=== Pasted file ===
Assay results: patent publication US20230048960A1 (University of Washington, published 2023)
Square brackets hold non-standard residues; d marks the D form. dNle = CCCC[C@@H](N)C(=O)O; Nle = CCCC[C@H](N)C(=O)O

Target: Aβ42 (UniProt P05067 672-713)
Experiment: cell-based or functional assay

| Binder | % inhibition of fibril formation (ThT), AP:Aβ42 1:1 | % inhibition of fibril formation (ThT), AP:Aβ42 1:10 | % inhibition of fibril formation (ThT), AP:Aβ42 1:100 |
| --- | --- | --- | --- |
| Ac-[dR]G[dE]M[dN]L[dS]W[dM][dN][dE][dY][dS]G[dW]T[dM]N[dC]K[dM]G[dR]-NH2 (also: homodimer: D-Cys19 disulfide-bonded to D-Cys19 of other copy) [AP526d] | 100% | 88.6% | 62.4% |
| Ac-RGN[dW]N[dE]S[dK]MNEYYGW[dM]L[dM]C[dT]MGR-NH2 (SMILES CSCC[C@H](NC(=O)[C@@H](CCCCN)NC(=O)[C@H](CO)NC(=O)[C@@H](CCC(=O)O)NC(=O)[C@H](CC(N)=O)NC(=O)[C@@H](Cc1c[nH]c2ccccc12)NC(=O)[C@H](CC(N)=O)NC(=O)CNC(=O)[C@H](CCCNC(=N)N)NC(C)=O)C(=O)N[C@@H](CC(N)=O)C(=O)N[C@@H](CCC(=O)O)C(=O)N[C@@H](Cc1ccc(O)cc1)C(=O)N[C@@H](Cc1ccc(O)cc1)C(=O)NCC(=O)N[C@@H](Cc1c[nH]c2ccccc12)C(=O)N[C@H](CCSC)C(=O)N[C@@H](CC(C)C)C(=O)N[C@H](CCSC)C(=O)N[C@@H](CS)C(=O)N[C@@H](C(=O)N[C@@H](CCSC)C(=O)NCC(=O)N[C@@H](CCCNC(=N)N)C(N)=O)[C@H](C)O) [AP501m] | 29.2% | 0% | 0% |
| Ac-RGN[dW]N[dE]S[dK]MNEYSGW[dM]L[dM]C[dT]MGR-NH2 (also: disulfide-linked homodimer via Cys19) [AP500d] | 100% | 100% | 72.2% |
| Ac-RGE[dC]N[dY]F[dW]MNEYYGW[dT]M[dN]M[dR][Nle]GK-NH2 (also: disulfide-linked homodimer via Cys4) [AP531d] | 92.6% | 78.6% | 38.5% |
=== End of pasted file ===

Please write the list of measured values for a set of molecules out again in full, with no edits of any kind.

Assay results: patent publication US20230048960A1 (University of Washington, published 2023)
Square brackets hold non-standard residues; d marks the D form. dNle = CCCC[C@@H](N)C(=O)O; Nle = CCCC[C@H](N)C(=O)O

Target: Aβ42 (UniProt P05067 672-713)
Experiment: cell-based or functional assay

| Binder | % inhibition of fibril formation (ThT), AP:Aβ42 1:1 | % inhibition of fibril formation (ThT), AP:Aβ42 1:10 | % inhibition of fibril formation (ThT), AP:Aβ42 1:100 |
| --- | --- | --- | --- |
| Ac-[dR]G[dE]M[dN]L[dS]W[dM][dN][dE][dY][dS]G[dW]T[dM]N[dC]K[dM]G[dR]-NH2 (also: homodimer: D-Cys19 disulfide-bonded to D-Cys19 of other copy) [AP526d] | 100% | 88.6% | 62.4% |
| Ac-RGN[dW]N[dE]S[dK]MNEYYGW[dM]L[dM]C[dT]MGR-NH2 (SMILES CSCC[C@H](NC(=O)[C@@H](CCCCN)NC(=O)[C@H](CO)NC(=O)[C@@H](CCC(=O)O)NC(=O)[C@H](CC(N)=O)NC(=O)[C@@H](Cc1c[nH]c2ccccc12)NC(=O)[C@H](CC(N)=O)NC(=O)CNC(=O)[C@H](CCCNC(=N)N)NC(C)=O)C(=O)N[C@@H](CC(N)=O)C(=O)N[C@@H](CCC(=O)O)C(=O)N[C@@H](Cc1ccc(O)cc1)C(=O)N[C@@H](Cc1ccc(O)cc1)C(=O)NCC(=O)N[C@@H](Cc1c[nH]c2ccccc12)C(=O)N[C@H](CCSC)C(=O)N[C@@H](CC(C)C)C(=O)N[C@H](CCSC)C(=O)N[C@@H](CS)C(=O)N[C@@H](C(=O)N[C@@H](CCSC)C(=O)NCC(=O)N[C@@H](CCCNC(=N)N)C(N)=O)[C@H](C)O) [AP501m] | 29.2% | 0% | 0% |
| Ac-RGN[dW]N[dE]S[dK]MNEYSGW[dM]L[dM]C[dT]MGR-NH2 (also: disulfide-linked homodimer via Cys19) [AP500d] | 100% | 100% | 72.2% |
| Ac-RGE[dC]N[dY]F[dW]MNEYYGW[dT]M[dN]M[dR][Nle]GK-NH2 (also: disulfide-linked homodimer via Cys4) [AP531d] | 92.6% | 78.6% | 38.5% |